Judge Nkosinathi Chili to take over Zuma arms deal trial

Judge Nkosinathi Chili has been appointed to preside over the arms deal-related trial of former President Jacob Zuma, replacing Piet Koen who recused himself in the Pietermaritzburg high court on Monday.

Former president Jacob Zuma will have a new judge presiding over the arms deal case. File photo.
Image: Supplied

Chili has been a judge since 2014.

After Koen stood down, the new judge entered court and, after brief proceedings, adjourned the trial to April 17.

“I will have to avail myself,” he joked when lead prosecutor Billy Downer explained that Koen had previously set that date for the resumption of the trial and questioned whether Chili was available.

Zuma and his co-accused, French arms company Thales, were not present in court, having been previously excused by Koen because Monday was a holding date.

Koen’s recusal was because he had previously expressed views with regards to the merits of Zuma’s then pending private prosecution of Downer for contravening the NPA Act for allegedly “leaking” his private medical information to journalist Karyn Maughan.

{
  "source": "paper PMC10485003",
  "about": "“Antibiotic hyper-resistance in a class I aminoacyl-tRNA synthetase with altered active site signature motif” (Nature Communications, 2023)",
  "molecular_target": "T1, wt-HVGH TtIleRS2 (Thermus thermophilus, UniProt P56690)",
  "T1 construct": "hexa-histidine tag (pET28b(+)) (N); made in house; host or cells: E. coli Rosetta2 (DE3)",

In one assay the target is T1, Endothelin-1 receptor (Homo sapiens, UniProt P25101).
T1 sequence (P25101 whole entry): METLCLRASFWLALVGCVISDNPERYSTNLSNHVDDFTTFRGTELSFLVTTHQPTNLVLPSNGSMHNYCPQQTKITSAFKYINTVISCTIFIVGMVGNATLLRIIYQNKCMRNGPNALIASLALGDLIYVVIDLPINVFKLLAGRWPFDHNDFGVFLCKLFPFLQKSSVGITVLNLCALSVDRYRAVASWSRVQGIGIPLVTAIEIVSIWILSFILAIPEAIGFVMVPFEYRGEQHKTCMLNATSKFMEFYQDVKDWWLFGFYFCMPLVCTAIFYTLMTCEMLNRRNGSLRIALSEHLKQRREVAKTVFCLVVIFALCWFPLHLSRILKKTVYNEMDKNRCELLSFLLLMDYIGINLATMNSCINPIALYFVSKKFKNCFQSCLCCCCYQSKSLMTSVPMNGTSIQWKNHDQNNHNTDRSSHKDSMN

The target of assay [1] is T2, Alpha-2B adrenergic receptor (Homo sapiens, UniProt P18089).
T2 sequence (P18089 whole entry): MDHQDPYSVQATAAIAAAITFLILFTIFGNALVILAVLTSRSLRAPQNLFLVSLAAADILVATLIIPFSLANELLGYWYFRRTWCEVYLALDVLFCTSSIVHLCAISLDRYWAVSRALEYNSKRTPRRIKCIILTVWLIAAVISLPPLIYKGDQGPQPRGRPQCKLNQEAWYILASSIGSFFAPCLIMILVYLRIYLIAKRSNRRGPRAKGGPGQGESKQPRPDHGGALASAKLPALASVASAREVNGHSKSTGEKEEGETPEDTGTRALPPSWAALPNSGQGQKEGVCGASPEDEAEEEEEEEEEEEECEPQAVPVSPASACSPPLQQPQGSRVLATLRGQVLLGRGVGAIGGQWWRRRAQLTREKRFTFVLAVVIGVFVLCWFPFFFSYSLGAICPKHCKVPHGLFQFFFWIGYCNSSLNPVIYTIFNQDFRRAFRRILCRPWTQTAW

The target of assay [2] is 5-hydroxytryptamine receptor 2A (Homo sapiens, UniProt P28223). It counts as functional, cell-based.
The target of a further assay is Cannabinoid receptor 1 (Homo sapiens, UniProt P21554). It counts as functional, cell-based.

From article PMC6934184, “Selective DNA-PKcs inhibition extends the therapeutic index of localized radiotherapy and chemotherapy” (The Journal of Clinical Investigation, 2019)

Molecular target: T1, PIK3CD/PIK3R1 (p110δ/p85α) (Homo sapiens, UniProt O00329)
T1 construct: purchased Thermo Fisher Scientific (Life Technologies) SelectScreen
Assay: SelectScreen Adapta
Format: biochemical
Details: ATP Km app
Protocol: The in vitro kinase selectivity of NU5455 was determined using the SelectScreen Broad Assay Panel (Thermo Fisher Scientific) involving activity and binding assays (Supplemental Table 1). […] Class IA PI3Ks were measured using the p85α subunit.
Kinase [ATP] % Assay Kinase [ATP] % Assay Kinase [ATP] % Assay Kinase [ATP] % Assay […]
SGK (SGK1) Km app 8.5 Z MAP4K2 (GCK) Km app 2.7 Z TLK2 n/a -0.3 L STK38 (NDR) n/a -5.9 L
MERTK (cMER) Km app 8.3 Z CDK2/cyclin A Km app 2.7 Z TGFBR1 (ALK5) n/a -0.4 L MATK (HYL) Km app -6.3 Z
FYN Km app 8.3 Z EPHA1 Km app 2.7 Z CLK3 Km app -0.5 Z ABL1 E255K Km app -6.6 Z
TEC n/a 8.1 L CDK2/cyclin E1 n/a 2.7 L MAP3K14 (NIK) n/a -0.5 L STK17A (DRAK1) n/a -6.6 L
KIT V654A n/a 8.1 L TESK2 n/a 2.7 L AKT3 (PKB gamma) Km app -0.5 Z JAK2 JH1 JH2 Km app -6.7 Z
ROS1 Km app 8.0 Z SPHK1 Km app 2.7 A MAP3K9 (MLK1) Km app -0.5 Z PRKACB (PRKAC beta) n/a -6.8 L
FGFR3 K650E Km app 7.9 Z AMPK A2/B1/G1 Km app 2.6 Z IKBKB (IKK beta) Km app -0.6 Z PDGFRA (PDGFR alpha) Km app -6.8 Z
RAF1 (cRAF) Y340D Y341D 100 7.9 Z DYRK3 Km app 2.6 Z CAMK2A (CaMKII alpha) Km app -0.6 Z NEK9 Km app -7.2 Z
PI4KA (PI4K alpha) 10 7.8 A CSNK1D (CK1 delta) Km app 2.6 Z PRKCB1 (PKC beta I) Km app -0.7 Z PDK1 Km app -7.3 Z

In his ruling last year dismissing Zuma’s special plea aimed at Downer’s removal, Koen made some “strong comments” about the disclosure of Zuma’s medical report and essentially said there was no merit to Zuma’s complaint that it was a breach of the act.

Zuma’s legal team had indicated that Zuma could no longer be prosecuted by Downer because he was criminally prosecuting him.

Koen said because he had already favoured a “particular interpretation of the factual issues” relating to the private prosecution, it was in the interests of sound administration of justice, the constitution and his conscience that he recuse himself.

Zuma’s lawyer Nqabayethu Buthelezi told Chili on Monday that they were definitely proceeding with an application for Downer’s removal and papers were being drafted.

Downer and Maughan have both launched applications to effectively quash Zuma’s charges against them. Those applications have been set down for March.